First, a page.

Accessing user input data

To access user input posted through a contact form, you can refer to PHP’s native global variable $_POST. Besides this, Contact Form 7’s WPCF7_Submission class provides a different data source ($posted_data) that can be used to access user input. What are the differences between $_POST and $posted_data? And which one should you use for your purpose?

$_POST includes raw data that the user has posted. $posted_data includes data that are sanitized and processed for use by Contact Form 7.

While $_POST includes all posted data, some that represent meta information of the submission (such as the ID of the contact form) and some that are irrelevant to the submitter’s intention (such as the answer to a CAPTCHA question) are excluded from $posted_data.

The following code snippet shows an example that retrieves user input from $posted_data.

add_action( 'wpcf7_before_send_mail',
  function( $contact_form, $abort, $submission ) {
    // Getting user input through the your-email field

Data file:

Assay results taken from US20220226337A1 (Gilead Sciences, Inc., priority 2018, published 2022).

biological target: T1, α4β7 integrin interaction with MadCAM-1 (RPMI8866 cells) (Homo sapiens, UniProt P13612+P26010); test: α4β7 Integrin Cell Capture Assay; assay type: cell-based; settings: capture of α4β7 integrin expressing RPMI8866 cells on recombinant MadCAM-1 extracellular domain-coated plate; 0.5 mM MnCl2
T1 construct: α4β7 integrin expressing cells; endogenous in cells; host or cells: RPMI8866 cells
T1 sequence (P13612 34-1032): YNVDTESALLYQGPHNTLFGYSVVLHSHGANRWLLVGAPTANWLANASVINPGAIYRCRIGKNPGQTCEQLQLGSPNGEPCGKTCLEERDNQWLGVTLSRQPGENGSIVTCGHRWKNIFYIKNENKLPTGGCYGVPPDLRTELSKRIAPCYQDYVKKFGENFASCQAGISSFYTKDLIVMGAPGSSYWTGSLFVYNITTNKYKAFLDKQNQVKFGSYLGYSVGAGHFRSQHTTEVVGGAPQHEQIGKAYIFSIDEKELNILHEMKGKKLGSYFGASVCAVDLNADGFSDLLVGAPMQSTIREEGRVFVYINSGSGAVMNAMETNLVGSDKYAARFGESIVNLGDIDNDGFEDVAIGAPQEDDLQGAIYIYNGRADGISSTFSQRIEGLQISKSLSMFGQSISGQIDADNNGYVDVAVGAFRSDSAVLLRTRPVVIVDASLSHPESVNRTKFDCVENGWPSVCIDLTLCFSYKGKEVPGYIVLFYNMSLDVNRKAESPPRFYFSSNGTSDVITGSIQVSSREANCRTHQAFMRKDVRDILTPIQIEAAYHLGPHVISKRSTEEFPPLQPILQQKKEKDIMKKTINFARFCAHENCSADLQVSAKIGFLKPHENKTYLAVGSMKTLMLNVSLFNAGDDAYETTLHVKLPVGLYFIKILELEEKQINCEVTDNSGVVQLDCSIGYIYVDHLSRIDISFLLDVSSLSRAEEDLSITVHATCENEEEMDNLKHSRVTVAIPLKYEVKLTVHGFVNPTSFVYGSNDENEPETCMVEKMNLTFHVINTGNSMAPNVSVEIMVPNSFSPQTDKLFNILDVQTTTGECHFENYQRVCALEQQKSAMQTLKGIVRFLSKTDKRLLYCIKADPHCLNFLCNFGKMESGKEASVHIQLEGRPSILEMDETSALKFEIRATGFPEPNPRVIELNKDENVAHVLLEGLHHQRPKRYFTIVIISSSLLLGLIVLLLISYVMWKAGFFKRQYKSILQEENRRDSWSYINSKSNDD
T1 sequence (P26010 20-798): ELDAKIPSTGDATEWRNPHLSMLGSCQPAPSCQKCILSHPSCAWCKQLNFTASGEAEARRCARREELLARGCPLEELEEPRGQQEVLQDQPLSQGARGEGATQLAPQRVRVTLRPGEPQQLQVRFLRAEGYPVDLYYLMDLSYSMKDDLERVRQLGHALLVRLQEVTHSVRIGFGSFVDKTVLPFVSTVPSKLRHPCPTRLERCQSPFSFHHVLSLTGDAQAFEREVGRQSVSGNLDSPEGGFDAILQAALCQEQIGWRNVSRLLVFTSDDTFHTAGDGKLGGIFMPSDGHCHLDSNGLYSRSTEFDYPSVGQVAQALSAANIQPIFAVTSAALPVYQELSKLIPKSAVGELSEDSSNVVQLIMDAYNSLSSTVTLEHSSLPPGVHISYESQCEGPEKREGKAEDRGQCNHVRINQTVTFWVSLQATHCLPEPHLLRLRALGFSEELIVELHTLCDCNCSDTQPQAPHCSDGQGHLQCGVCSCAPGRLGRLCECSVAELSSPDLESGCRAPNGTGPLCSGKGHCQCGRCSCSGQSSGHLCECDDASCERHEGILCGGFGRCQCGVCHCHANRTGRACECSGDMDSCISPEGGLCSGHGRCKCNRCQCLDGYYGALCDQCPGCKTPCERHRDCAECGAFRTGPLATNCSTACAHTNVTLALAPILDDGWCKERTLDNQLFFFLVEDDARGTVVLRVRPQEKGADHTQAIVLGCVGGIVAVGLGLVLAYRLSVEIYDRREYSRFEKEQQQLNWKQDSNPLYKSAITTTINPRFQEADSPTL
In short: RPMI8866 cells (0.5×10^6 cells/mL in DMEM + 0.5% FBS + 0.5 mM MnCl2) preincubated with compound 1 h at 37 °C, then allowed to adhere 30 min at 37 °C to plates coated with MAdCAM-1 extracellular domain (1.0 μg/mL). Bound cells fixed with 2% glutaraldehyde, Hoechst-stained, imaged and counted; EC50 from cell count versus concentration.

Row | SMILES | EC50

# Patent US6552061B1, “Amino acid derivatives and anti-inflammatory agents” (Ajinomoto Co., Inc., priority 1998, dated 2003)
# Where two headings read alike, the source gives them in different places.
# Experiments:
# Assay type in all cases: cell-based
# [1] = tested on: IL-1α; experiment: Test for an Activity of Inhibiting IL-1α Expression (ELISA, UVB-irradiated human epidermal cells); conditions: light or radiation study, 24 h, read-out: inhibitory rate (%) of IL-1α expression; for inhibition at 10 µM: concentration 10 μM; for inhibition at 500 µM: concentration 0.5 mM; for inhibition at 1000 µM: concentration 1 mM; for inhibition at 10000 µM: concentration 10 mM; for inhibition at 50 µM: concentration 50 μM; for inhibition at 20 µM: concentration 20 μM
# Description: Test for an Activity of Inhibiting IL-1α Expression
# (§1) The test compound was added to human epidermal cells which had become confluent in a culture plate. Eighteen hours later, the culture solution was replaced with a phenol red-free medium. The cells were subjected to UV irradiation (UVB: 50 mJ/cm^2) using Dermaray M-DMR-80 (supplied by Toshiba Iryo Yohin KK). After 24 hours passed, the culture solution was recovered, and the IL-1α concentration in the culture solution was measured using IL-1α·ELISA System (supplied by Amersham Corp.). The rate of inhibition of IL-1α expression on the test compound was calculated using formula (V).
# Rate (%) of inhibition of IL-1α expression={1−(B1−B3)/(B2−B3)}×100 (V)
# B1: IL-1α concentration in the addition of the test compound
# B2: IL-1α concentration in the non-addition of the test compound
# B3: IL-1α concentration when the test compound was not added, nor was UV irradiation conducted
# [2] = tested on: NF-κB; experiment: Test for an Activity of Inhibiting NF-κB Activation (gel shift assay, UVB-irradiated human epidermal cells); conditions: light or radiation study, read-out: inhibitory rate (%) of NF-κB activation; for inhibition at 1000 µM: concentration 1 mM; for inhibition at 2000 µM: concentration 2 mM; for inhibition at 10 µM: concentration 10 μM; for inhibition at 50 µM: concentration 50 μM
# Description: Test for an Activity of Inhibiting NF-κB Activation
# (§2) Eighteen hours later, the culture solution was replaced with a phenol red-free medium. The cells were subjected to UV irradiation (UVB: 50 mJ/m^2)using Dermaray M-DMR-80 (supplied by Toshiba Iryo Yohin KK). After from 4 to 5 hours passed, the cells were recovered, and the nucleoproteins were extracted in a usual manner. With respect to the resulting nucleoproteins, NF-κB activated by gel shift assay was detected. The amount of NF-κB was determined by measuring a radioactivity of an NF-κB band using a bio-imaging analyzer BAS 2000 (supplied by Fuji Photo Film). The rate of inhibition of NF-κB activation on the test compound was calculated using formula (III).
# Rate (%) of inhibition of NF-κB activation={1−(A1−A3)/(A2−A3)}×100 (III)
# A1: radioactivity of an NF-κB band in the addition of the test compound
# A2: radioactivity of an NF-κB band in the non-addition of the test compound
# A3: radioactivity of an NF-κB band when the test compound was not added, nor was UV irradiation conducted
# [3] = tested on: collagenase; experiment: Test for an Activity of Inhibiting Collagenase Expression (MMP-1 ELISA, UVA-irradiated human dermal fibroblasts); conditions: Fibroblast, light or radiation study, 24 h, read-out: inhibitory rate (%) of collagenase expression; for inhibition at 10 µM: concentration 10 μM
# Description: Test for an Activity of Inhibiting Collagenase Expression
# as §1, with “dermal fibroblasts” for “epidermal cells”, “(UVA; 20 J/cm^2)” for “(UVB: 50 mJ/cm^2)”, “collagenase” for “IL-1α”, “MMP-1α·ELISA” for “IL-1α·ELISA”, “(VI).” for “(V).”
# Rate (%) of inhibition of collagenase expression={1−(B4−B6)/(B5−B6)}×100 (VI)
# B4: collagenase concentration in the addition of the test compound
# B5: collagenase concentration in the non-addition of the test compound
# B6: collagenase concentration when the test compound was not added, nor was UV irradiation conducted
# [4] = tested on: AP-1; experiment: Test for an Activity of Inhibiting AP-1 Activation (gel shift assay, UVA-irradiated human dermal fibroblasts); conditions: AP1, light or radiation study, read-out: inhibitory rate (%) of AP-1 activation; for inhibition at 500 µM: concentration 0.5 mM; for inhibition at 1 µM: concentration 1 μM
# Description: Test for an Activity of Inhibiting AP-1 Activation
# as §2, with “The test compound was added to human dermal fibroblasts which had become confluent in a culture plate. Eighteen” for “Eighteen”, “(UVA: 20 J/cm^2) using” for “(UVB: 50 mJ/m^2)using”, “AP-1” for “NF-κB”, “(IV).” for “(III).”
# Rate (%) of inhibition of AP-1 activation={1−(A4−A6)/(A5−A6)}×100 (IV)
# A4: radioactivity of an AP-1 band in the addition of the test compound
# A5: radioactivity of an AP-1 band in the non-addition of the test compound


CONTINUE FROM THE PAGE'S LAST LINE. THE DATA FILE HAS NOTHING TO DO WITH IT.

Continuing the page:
$your_email = $submission->get_posted_data( 'your-email' );

    // Getting user input through the your-message field
    $your_message = $submission->get_posted_data( 'your-message' );

    // Do some productive things here
  },
  10, 3
);

As you see in this example, you use the get_posted_data() method to access the data. You are not allowed to directly access the $posted_data property.

The value that get_posted_data() returns is a string or an array of string values. It is advised to treat the returned value as always assuming both cases, like in the following example:

$your_email = $submission->get_posted_data( 'your-email' );

// Cast to array and join the array elements with a comma.
$your_email = implode( ', ', (array) $your_email );

Don’t use $posted_data for validation or spam-filtering.

Don’t use $posted_data for input validation or spam-filtering. Use $_POST instead, because those tasks make sense only when done against raw user input data.